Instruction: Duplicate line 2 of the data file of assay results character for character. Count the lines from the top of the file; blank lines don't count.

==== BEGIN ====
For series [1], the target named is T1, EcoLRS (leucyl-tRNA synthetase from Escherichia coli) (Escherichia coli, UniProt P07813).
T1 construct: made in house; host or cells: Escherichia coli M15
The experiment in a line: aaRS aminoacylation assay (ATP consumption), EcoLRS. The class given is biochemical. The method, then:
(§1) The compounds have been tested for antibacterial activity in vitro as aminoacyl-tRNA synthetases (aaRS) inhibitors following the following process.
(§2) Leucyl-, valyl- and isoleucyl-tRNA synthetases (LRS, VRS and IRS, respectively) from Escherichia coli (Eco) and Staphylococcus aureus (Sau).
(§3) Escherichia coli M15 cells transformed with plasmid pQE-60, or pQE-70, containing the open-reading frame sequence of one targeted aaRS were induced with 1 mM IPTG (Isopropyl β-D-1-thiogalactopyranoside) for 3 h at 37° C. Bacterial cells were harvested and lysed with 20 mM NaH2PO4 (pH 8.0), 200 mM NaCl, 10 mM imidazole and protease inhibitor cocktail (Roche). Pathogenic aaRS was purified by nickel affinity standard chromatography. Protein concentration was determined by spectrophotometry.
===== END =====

T1 construct: made in house; host or cells: Escherichia coli M15